We often hear how ‘networking’ is important to build your career or business. The real so-called sauce is in networking or interacting with others and exchanging information in order to develop professional or social contacts. Although this concept is true to an extent, it’s no longer entirely relevant.
The problem with ‘networking’ is that it’s transactional in nature. You exchange information and make acquaintances in the hopes that they will somehow be ‘useful’ to you in the future. They might turn out to be a stepping-stone to a better position or career, or they might introduce you to your future spouse. Who knows? The expectation that the person is going to be helpful somehow is where the fun goes out of building the relationship and reduces the individual to mere cliff-notes. At SILA, one of our core values is to ‘Develop Relationships’, and we wholeheartedly believe it. The best way to surround yourself with the right people is to move away from the networking mindset. Here’s how:
Many individuals feel the need to be a certain version of themselves when they’re meeting new people in order to appear important or provide the perception of value. Most people are smart and can sense opportunism. The ideal way to interact is to be yourself. Flaws are what make us human and being honest about them actually makes you more relatable and likeable. Admit when you don’t know a certain topic they’re talking about instead of playing along. You’ll come across as humble while learning something new along the way.
Let’s face it – the only reason we think we need to network is so that we can get something in return. Go to any conference and you’ll find delegates hobnobbing over terrible coffee, with fake smiles and generally not wanting to be there. That’s because they all know that others want something from them and vice versa. Instead of having an agenda, have a no-strings conversation without any expectations. Most times we’ll learn something interesting about the other person and it’s easier for them to let their guard down. Same goes for you; look at an incoming ‘networking’ opportunity as a chance to impart some knowledge or have a pleasant chat, rather than being on edge about handing out your business card.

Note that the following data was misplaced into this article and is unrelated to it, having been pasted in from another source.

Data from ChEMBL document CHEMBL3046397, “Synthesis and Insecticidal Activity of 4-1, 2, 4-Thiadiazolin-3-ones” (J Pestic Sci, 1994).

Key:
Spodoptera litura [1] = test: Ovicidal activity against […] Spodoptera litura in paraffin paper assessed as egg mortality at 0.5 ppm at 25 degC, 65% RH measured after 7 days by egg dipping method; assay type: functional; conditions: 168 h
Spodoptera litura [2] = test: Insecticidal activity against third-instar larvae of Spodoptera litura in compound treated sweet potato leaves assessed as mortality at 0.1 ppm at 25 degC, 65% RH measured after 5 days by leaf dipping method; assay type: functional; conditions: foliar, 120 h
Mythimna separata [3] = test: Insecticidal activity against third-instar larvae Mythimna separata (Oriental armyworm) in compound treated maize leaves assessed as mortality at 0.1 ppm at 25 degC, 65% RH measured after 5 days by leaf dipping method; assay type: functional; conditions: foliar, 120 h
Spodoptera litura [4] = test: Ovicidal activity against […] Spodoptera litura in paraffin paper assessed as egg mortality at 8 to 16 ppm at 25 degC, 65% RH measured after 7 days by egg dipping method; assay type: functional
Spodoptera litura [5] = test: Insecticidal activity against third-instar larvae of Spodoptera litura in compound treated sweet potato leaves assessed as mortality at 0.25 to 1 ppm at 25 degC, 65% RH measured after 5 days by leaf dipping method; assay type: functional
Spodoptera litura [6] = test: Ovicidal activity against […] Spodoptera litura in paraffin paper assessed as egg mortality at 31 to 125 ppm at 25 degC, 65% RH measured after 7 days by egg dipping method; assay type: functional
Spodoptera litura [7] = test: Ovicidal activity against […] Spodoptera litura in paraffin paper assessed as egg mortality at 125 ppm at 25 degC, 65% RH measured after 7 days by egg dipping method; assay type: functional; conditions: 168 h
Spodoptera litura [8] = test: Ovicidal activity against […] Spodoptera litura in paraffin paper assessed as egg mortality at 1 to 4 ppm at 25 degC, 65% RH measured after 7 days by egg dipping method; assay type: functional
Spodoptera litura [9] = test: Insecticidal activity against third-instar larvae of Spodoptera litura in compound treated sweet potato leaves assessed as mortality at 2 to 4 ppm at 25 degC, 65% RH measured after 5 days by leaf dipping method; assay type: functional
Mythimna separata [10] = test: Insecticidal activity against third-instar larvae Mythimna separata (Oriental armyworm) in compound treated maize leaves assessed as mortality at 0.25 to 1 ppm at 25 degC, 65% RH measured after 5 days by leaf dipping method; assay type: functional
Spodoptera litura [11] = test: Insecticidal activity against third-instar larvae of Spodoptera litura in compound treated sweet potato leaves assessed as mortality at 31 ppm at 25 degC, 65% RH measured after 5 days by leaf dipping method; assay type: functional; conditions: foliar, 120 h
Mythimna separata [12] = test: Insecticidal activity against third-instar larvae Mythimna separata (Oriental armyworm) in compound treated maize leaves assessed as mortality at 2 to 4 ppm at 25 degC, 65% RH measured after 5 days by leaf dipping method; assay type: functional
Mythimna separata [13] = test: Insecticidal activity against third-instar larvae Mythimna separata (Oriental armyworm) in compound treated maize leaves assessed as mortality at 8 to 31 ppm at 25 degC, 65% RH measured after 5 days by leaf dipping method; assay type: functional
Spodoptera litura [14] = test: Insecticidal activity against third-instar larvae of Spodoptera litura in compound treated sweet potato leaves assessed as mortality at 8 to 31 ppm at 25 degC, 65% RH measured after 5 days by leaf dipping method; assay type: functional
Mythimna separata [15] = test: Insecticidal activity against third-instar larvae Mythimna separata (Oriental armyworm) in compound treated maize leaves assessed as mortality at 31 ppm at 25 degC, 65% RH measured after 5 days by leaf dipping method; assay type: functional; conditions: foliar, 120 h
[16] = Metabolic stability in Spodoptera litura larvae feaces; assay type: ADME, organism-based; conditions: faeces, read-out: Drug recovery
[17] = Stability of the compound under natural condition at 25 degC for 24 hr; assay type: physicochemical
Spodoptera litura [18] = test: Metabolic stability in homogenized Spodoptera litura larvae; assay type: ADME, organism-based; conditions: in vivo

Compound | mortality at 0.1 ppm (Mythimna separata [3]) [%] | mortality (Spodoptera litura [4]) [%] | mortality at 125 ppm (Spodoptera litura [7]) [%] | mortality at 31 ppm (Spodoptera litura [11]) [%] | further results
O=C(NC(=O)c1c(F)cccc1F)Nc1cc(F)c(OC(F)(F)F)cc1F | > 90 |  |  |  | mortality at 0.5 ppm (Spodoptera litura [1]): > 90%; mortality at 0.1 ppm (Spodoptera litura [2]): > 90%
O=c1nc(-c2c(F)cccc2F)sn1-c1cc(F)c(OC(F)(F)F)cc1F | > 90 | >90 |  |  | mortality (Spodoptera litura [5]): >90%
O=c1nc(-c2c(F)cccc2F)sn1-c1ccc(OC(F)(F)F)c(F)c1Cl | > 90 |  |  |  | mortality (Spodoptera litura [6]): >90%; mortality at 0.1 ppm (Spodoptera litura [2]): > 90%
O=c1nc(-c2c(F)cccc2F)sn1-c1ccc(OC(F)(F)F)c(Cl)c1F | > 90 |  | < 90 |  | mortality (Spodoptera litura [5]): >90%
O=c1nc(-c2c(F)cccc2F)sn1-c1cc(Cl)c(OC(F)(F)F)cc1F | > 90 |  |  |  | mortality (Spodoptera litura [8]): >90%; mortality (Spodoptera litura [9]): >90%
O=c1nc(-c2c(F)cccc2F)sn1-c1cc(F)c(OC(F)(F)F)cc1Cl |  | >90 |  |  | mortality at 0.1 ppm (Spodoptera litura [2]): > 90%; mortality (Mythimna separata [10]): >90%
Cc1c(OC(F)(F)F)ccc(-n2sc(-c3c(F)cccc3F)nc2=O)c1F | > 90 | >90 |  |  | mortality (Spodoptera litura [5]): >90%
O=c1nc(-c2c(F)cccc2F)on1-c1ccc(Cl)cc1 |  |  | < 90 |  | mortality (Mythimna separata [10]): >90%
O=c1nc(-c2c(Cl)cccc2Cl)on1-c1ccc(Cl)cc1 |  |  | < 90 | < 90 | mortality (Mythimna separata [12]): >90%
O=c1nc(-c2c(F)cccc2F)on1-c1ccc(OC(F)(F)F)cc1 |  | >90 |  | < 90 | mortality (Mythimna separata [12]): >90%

Speaking of business cards, stop being attached to it like it’s your limb. The worst thing to do when you’re out and about is to whip out your business card wherever you go. In a casual setting where you’re bound to meet acquaintances or friends of peers, park any talk of business. Let people relax and open up. They generally say that you are the company you keep – if you have an intellectual circle, let professional topics come up organically. Don’t bogart the conversation with everything you know; instead, contribute honestly and let others realize that you’re an interesting individual that they’d like to know.
Once you meet someone, ensure that you follow up on the conversation. Periodically reach out and engage in order to ensure that you are working towards building a deeper relationship. If someone you know needs some help, be nice enough to help them without any expectations in return. We generally remember those who helped us out in our tough times, whether it’s by introducing the right contacts or giving the right advice. Be the person that the other will remember because of how helpful you were, and not because you asked them to pay you back somehow.
My brother and I were able to build a business we had no background in, in a large part because of the people who helped us along the way. We have learned that investing in building deep relationships has benefitted our business, but more importantly has helped in creating a support system of people that we can rely on for advice and encouragement during tough times.